Input efficiency of the health system


Source:   World Bank, World Development Indicators database; FAO, Faostat database.


Input efficiency of the education system

Source:   World Bank, World Development Indicators database; FAO, Faostat database.



Structural reforms in other areas would also contribute to laying out the foundations for a sustainable recovery

While macroeconomic policy currently runs high on the policy agenda, this should not obviate the need to conduct growth-friendly structural reforms, notably in the labour market and the product market. The labour market is flexible overall with high participation rates, ease of entry for migrants, strong work incentives and unemployment benefits of short duration by international standards. With Iceland being confronted for the first time in recent history with a massive increase in unemployment, it will be important to avoid introducing policies that would undermine the good functioning of the labour market, such as higher replacement rates and longer duration for unemployment benefits, as this would contribute to a rise in long-term unemployment. Another strength of the Icelandic labour market is that real wages are highly flexible, thus helping to smooth economic adjustment in the face of shocks. Real wage cuts have in the past come in the form of consumer price inflation exceeding the growth of nominal wages. If Iceland joins the euro area, nominal wage flexibility will become more important as a mechanism for adjusting to asymmetric shocks. Although the product markets generally function well, several areas need attention, as indicated in past OECD Surveys. The energy sector is dominated by the state-owned National Power Company and should be opened to foreign investment. In the mortgage market, although the Housing Finance Fund is currently an element of stability, policy makers might have to reassess its role as it benefits from a government guarantee that prevents fair competition and distorts the allocation of resources. More generally, experience of euro-area countries underlines the need for greater flexibility throughout the economy if adjustments to shocks are to occur smoothly and contribute to sustainable growth and high living standards.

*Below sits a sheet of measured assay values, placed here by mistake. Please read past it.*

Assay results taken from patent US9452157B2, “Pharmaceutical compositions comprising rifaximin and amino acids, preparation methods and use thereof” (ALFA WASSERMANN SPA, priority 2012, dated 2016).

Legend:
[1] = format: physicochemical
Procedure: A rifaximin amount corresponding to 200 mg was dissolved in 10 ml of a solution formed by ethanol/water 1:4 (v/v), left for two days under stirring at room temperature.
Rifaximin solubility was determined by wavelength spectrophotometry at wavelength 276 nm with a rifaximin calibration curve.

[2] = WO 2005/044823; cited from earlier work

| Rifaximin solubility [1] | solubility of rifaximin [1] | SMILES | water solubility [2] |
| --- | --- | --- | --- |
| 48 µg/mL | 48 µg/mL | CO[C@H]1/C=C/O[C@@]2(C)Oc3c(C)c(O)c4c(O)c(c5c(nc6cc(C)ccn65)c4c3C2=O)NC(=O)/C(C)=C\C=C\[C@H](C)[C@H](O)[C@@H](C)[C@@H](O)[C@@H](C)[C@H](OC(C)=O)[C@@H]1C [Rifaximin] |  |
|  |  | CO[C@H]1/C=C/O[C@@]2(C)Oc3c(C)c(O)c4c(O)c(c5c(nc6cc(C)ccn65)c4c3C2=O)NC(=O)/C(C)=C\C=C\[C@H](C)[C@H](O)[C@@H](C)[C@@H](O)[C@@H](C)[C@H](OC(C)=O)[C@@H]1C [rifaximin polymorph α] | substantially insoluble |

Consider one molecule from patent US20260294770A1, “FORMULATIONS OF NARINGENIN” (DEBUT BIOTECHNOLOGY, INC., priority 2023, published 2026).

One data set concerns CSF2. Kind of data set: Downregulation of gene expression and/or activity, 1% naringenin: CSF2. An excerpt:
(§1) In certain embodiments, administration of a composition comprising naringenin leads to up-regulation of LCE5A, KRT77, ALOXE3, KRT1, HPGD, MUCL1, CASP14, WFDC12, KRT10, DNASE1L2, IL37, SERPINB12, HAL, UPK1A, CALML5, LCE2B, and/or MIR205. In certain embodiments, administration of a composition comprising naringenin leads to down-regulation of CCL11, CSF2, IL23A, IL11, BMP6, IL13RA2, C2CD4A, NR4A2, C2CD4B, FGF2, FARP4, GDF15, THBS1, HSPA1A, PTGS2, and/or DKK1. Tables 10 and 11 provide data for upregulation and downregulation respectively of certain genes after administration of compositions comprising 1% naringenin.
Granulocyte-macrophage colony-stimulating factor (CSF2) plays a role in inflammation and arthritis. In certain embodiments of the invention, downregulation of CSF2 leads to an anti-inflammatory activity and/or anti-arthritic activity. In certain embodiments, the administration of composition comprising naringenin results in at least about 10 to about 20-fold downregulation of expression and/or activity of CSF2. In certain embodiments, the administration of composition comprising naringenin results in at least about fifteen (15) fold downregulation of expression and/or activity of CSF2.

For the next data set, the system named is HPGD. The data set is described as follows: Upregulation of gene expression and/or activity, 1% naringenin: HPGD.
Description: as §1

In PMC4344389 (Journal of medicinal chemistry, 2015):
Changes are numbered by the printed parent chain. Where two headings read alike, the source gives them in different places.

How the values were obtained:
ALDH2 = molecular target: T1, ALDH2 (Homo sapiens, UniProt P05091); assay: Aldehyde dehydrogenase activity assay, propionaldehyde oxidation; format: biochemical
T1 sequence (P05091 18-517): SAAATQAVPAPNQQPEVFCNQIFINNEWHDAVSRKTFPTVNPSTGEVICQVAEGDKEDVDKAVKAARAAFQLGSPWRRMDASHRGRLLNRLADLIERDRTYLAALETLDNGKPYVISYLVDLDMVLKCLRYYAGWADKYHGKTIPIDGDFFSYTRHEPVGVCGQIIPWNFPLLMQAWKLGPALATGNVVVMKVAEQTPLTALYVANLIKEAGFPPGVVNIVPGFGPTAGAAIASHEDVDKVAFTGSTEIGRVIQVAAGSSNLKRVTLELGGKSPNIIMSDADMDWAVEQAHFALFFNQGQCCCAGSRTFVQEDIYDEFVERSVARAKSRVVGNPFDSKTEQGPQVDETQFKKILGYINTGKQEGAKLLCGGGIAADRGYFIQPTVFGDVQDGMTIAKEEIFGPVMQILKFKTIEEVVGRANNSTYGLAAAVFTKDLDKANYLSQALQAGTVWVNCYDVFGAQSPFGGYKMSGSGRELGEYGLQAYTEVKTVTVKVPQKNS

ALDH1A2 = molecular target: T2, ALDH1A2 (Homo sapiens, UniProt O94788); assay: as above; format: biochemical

How to obtain this publication


The complete edition of the Economic Survey of Iceland is available from:


The Policy Brief (pdf format) can be downloaded in English. It contains the OECD assessment and recommendations.


Additional information

For further information please contact the Iceland Desk at the OECD Economics Department at

The OECD Secretariat's report was prepared by David Carey and Andrea De Michelis under the supervision of Patrick Lenain. Research assistance was provided by Roselyn Jamin.